Servowatch system monitors and controls Cathelco BWTS


(ESSEX, England) — Servowatch Systems’ cooperation with UK-based Cathelco has resulted in what is claimed to be the most technically advanced new generation ballast water treatment system (BWTS) on the market.

UK-based Servowatch, the global leader in automated ship control systems, has been working closely with Cathelco to develop a fully integrated alarm, monitoring, and process control system for its combination filtration and UV BWTS, a key component of the IMO approval process and U.S Coast Guard AMS acceptance.

Cathelco’s projects and development manager, Steve Ellis, said: “We wanted to develop a ballast water treatment system that could remain effective in the most challenging water conditions and in order to do that we needed an advanced monitoring and control solution capable of automatically adjusting to different water qualities. Servowatch fully understood what we wanted to achieve and provided a solution that has allowed us to introduce one of the most advanced ballast water treatment systems currently in the marketplace.”

Wayne Ross, Servowatch Systems’ chief executive officer, said: “By fully integrating Cathelco’s ballast water management system with a ship’s computer system, a single operator can control all of the functions from one location, saving considerable time and effort in complicated ballasting operations. But this is only one aspect of the technology; it also monitors the ‘health’ of all the major components and logs the data in a way that can be easily extracted for use in the Ballast Water Handbook — an essential part of the type approval requirements.”

BWTS filters and UV chambers are constantly analyzed so that cleaning cycles can be initiated with all data automatically logged in compliance with IMO requirements. This includes tank number, time/date of event, mode of operation, flow rate, temperature, power to UV lamps, UV transmission and calculated UV dose.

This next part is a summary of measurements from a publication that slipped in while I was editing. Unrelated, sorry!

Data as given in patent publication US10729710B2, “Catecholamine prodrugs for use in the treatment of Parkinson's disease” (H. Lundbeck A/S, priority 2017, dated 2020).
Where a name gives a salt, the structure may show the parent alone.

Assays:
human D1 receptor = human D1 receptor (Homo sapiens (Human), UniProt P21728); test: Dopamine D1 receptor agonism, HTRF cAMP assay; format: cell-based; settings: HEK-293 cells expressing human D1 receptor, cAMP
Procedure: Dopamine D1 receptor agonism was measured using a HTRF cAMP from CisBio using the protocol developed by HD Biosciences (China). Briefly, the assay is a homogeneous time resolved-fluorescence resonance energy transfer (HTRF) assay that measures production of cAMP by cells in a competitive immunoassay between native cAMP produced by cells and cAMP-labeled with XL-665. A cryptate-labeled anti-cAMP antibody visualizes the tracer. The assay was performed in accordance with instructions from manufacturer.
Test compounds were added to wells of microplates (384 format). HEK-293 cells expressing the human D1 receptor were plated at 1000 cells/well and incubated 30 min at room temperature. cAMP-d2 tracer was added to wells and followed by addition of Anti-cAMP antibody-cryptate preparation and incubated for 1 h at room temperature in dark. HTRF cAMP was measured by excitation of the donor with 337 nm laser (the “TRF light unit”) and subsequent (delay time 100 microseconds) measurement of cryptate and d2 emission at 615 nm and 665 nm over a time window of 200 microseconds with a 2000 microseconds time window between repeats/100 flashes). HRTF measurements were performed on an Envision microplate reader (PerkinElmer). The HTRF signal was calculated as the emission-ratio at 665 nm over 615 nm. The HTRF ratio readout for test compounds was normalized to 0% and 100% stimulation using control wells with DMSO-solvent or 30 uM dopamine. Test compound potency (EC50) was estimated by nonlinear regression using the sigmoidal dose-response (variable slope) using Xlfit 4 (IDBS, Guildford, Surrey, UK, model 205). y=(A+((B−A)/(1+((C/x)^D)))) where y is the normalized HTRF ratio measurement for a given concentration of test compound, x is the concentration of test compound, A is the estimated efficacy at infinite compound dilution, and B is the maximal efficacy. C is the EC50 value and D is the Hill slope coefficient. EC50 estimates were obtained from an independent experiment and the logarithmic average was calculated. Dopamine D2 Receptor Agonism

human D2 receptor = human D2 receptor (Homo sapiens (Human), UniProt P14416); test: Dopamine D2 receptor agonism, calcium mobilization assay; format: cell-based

“Using standard MODBUS protocols, this higher level of integration and data acquisition, with multiple screens in different areas of the vessel, simply offers greater control and monitoring flexibility,” said Ross. “The Cathelco BWTS not only prevents the transfer of alien aquatic species but it takes the administrative sting out of ballasting.”

Ellis added: “Servowatch Systems unique capability went beyond simply designing a very sophisticated control and monitoring system; it developed a prototype and manufactured the panels. It provided a complete turnkey solution.”

Based on a combination of advanced filtration and UV technology, the Cathelco BWTS is available with capacities ranging from 34m3/h to 2400m3/h. Each unit features a space-saving twin UV chamber with only two lamps and is designed for both seawater and fresh water operation.

“Together, we have been able to develop a ballast water management system that has no restrictions on the salinities in which ships operate in U.S waters. It has been approved and accepted to work in marine, brackish and fresh water, allowing vessels to enter the Great Lakes and other inland waterways,” said Ellis.

The system received IMO type approval and alternate management systems (AMS) acceptance from the U.S. Coast Guard in May and November 2014, respectively.

By Professional Mariner Staff